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Check out the fog horns.  Yep, that’s what they look like.

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I’ve always liked that sound.

After gawking at the beautiful homes and ocean  views, we headed back over the bridge to the mainland.  Banjo Man took a sudden right turn to show us the house he lived in when he was in the Seabees.  (We looked for a placque, but there wasn’t one.)

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Banjo Man’s first Rhode Island home was very tiny.

And then to lunch at the Newport Creamery, a Rhode Island restaurant chain featuring sandwiches and all sorts of ice cream products.  I’ve been craving a hot fudge sundae for months and months and months…and Mother’s Day was the perfect excuse to indulge.

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Before.

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After.

A good time was had by all.

 

Nancy relived her childhood with a “clown sundae”, a hit when the kids were small.  The clown sundae was always a good way to celebrate something.

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Then it was home and time for a nap before going out again, this time to Hope Valley and the Wood River Inn.

Bluegrass on Sunday nights, people!!!!

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I see a fiddle case!!!

Rod and Barbara joined us for a Mother’s Day seafood meal at the Inn and we listened to two bands.  A great time!  Can you tell?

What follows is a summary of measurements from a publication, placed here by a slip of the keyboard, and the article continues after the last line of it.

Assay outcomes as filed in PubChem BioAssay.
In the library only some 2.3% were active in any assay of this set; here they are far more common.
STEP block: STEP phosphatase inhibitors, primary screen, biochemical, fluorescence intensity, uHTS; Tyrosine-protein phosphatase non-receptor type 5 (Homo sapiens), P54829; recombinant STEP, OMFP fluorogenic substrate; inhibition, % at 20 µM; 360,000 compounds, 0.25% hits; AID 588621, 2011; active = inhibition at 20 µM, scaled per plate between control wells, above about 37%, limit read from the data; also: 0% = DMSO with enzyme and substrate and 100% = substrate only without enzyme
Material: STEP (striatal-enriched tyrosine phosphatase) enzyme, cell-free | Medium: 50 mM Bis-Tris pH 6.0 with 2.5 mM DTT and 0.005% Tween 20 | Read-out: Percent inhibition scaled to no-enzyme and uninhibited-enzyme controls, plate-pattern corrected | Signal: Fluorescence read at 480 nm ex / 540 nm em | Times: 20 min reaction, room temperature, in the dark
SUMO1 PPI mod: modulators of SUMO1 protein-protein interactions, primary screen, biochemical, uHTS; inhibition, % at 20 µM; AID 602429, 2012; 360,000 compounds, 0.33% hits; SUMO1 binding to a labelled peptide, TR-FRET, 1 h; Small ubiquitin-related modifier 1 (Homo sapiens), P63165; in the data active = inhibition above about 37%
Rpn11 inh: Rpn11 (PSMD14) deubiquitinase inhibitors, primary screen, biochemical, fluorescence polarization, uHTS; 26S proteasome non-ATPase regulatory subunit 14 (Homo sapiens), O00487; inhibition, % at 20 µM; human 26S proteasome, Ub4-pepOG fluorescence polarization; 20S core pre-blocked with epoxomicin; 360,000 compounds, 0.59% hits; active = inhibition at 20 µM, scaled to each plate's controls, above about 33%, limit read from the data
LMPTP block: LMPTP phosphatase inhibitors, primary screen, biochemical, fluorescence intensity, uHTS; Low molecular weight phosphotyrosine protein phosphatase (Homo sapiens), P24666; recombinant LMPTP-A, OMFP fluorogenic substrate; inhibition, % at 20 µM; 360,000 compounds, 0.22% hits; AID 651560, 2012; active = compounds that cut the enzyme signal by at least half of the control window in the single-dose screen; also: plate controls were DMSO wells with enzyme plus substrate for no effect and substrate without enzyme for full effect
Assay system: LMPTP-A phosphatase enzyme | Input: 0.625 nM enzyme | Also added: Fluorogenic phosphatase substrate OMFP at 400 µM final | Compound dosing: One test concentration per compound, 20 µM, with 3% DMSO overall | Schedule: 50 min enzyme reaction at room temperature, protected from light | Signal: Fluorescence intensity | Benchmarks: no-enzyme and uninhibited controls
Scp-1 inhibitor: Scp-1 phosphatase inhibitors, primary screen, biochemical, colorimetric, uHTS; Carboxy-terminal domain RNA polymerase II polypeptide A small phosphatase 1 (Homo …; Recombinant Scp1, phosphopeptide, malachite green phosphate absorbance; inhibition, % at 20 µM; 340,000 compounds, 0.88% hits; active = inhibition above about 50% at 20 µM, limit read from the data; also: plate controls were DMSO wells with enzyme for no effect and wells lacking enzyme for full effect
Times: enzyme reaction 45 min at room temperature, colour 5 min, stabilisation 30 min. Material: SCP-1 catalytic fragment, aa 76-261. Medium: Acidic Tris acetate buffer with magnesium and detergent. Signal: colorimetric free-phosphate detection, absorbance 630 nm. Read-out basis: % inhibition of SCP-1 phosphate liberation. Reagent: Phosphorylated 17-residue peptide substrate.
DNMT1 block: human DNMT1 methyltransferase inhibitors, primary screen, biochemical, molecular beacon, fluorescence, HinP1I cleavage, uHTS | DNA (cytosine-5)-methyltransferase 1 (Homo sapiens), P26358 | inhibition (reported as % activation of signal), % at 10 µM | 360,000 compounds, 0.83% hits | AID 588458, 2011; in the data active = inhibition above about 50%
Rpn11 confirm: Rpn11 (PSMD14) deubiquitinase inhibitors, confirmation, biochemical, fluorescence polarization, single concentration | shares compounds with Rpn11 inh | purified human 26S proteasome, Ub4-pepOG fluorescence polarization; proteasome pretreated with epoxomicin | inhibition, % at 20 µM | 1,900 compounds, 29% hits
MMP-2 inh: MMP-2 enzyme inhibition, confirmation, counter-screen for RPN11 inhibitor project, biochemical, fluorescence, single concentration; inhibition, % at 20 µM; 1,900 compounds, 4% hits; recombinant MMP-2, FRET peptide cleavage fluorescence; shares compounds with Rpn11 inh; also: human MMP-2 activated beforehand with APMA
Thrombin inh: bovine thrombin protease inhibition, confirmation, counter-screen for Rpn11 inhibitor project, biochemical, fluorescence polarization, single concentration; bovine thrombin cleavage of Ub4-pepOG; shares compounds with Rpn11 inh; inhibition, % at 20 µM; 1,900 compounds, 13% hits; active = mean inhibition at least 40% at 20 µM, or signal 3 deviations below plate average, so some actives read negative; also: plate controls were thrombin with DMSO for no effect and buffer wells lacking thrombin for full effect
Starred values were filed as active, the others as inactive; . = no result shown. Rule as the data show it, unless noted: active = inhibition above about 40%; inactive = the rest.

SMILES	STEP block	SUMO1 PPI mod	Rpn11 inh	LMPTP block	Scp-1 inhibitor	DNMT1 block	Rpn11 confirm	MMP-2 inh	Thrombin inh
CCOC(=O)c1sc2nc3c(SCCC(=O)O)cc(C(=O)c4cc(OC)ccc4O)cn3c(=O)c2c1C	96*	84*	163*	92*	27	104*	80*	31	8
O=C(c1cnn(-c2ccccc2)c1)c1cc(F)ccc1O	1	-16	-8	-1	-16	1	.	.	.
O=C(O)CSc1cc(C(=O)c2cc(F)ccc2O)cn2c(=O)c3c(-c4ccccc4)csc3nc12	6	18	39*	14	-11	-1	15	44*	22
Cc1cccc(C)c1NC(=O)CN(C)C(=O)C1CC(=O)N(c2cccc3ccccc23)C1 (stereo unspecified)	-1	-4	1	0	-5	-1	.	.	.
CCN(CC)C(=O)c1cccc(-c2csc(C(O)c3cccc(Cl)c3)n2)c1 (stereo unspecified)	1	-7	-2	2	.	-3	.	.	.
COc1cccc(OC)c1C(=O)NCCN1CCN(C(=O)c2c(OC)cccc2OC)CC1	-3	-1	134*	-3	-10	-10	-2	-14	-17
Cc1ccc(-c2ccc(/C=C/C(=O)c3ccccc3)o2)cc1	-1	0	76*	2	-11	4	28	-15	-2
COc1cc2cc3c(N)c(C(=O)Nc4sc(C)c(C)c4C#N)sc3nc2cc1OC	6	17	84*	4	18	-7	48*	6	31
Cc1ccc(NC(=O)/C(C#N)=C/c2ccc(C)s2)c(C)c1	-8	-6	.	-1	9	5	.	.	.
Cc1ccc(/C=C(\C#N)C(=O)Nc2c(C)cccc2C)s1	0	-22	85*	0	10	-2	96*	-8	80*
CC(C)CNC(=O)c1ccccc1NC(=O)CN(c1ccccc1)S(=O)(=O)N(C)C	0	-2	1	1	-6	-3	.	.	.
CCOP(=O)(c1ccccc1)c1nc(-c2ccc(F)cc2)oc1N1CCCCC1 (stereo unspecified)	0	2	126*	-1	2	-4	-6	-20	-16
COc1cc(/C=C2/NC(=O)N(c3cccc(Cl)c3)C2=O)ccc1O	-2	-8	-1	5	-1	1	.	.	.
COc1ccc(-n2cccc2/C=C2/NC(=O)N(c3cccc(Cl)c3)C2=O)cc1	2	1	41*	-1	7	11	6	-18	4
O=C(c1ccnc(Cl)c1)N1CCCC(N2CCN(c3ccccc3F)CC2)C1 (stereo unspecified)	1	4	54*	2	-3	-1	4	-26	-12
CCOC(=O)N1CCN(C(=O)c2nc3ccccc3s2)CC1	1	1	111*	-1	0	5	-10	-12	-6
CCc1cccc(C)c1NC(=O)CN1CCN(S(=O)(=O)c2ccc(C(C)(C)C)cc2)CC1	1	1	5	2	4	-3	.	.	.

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Barb, Rod and Banjo Man having a good time.

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More Pie and the guys.

I always laugh when I am around Barb.  We start talking about when we were thirteen and it is always funny.  I love having her back in my life fifty+ years later.

It was an extra special day.

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From my daughter.  I am so thankful!

 

 

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ready for mother’s day

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The Funny Grandson has once again pulled at my heart strings and made me laugh–at the same time.

Check out the sign he picked out for me.

And his mom told me he had to have one for himself, because well, it’s true:  Life is better at the lake.

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Happy Mother’s Day, everyone!

 

Posted in family, grandmother stuff, lake | 1 Comment

catching up on a sunny may morning

Greetings.

The sky is blue and the temperature is–gasp–62.  Hard to believe, but true.

So…I’m recovering from this latest bout with bronchitis.  The doctor suggested it was the same infection I’ve had all winter that just keeps returning.  My mega-antibiotics are sure to kill it off once and for all, but I admit the process is a slow one.  I am doing nothing but watching tv and reading, as any attempt to walk around the house makes me dizzy.

Banjo Man is frowning and hovering.  My inactivity scares him.

He made tacos Monday night and we ate them as if we’d never had tacos before.  That lifted our spirits, as only hot sauce and sour cream can do.